With all of the holiday shopping you are likely doing these days, it’s hard to remember what to get everyone on your list. Sometimes, it’s best to go with the easy, simple, tried-and-true gift card as a present. It’s a sure bet that the recipient of the gift will be able to buy what he or she wants without worry that it doesn’t “fit”.
For the most part, the concept of gift cards is a simple one. You buy a card that represents a dollar denomination which is good for that value at whatever merchant issues the card. These are especially popular with restaurants, for example, if you wish to give a loved one the gift of a free dining experience.
Sounds simple enough, and it should be. Generally, the card’s recipient is not required to make any additional payment for the goods or services unless, of course, they amount to a price that is loftier than the denomination listed on the card. However, as QMI Agency points out today, not all gift cards are created equal.
Consumers are being warned against the type of gift cards or prepaid cards that incorporate hidden fees and conditions. The report notes that some gift cards carry with them additional fees that “may amount to 10% of the value of the card”. This is based on a watchdog report released by the Financial Consumer Agency of Canada.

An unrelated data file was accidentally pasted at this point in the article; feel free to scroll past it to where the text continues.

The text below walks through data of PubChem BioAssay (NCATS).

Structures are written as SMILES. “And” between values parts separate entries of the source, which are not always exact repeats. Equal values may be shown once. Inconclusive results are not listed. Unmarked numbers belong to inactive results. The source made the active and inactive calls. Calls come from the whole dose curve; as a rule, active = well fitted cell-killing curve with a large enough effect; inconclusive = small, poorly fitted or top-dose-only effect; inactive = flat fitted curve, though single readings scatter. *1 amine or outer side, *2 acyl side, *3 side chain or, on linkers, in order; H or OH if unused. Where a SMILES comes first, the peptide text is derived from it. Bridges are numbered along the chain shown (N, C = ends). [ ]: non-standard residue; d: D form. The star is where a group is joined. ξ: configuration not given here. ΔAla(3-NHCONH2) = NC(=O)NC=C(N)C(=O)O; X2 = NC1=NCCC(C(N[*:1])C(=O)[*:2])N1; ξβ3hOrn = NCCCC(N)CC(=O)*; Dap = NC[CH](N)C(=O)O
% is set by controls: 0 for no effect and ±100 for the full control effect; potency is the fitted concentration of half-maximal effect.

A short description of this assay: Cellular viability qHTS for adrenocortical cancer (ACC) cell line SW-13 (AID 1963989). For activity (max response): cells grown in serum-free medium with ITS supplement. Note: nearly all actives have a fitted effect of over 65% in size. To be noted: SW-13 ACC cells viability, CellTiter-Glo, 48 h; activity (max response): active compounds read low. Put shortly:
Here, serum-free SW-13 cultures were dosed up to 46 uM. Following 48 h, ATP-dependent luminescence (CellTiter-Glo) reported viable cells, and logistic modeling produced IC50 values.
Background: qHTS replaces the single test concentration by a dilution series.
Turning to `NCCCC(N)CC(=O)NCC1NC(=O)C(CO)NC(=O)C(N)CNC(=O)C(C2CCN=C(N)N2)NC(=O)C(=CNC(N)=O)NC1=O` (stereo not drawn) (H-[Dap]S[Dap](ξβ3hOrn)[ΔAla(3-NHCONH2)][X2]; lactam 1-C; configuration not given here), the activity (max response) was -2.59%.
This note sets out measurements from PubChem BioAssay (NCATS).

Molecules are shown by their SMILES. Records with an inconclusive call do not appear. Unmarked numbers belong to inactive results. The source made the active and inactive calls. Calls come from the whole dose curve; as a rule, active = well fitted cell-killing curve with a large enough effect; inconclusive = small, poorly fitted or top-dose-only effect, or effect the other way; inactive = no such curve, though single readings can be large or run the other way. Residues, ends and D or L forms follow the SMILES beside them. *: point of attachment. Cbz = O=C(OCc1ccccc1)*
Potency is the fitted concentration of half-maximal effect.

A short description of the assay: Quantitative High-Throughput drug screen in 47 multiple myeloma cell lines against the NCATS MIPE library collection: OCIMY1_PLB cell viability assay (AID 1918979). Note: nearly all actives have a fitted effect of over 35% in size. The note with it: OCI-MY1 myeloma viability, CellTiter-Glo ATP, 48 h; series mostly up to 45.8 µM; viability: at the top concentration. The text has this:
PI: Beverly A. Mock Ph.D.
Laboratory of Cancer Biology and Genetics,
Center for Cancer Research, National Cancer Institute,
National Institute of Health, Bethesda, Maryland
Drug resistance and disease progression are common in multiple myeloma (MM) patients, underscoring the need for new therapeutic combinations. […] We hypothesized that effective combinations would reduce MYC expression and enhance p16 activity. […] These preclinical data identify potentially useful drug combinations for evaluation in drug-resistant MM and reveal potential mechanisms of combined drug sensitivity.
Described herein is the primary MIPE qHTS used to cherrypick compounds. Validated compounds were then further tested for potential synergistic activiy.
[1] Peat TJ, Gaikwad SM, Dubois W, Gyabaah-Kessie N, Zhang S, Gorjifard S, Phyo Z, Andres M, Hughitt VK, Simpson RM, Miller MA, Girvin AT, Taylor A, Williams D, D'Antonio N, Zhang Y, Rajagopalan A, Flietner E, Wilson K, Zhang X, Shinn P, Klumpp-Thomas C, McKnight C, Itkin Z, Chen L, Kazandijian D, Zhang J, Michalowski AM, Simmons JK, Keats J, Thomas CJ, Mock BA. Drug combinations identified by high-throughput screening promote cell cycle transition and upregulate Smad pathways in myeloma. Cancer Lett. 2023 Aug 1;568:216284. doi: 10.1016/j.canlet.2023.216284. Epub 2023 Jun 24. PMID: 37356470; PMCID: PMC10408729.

According to this report, there are cases when cash or cheques may be better options than gift or prepaid cards. Some cards, for instance, carry charges like activation fees, purchase fees or replacement fees in the event that the card is lost. Naturally, the fine print should be read before purchasing such cards.
Said the commissioner of FCAC, Ursula Menke: ““Before you buy a prepaid card as a gift or for yourself, make sure you know all the costs and conditions these cards carry. Fees, expiry dates, ease of use, what happens to an outstanding balance, whether the card can be replaced if it is lost or stolen – these are just some of things to consider, and they vary depending on the card.”
Gift cards are often great and easy-to-use gifts. If you are certain that the recipient will be able to take full value of the card, you can assure yourself that it will be a worthwhile gift. However, be careful about buying those cards that may end up charging the recipient in the long run.
As QMI writes, “The FCAC points out that a $50 prepaid card that carries an activation fee of $4.95 means you are paying almost 10% of the value just to use the card.” These are often found in cards that are advertised as temporary credit cards with specific values that may be used just as if they were real credit cards.